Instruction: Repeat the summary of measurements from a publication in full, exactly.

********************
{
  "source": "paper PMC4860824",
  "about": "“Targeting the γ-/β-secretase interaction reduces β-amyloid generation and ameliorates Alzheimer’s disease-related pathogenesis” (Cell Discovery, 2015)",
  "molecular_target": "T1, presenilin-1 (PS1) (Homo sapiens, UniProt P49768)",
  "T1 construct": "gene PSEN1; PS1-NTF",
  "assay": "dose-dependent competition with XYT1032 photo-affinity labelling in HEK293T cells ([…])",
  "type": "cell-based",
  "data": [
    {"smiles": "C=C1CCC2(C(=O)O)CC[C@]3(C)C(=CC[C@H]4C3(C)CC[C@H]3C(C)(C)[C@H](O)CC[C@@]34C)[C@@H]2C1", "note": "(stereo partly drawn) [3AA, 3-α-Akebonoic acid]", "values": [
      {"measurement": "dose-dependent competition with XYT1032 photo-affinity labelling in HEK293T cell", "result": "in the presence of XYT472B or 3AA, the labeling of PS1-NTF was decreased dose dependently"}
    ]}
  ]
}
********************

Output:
{
  "source": "paper PMC4860824",
  "about": "“Targeting the γ-/β-secretase interaction reduces β-amyloid generation and ameliorates Alzheimer’s disease-related pathogenesis” (Cell Discovery, 2015)",
  "molecular_target": "T1, presenilin-1 (PS1) (Homo sapiens, UniProt P49768)",
  "T1 construct": "gene PSEN1; PS1-NTF",
  "assay": "dose-dependent competition with XYT1032 photo-affinity labelling in HEK293T cells ([…])",
  "type": "cell-based",
  "data": [
    {"smiles": "C=C1CCC2(C(=O)O)CC[C@]3(C)C(=CC[C@H]4C3(C)CC[C@H]3C(C)(C)[C@H](O)CC[C@@]34C)[C@@H]2C1", "note": "(stereo partly drawn) [3AA, 3-α-Akebonoic acid]", "values": [
      {"measurement": "dose-dependent competition with XYT1032 photo-affinity labelling in HEK293T cell", "result": "in the presence of XYT472B or 3AA, the labeling of PS1-NTF was decreased dose dependently"}
    ]}
  ]
}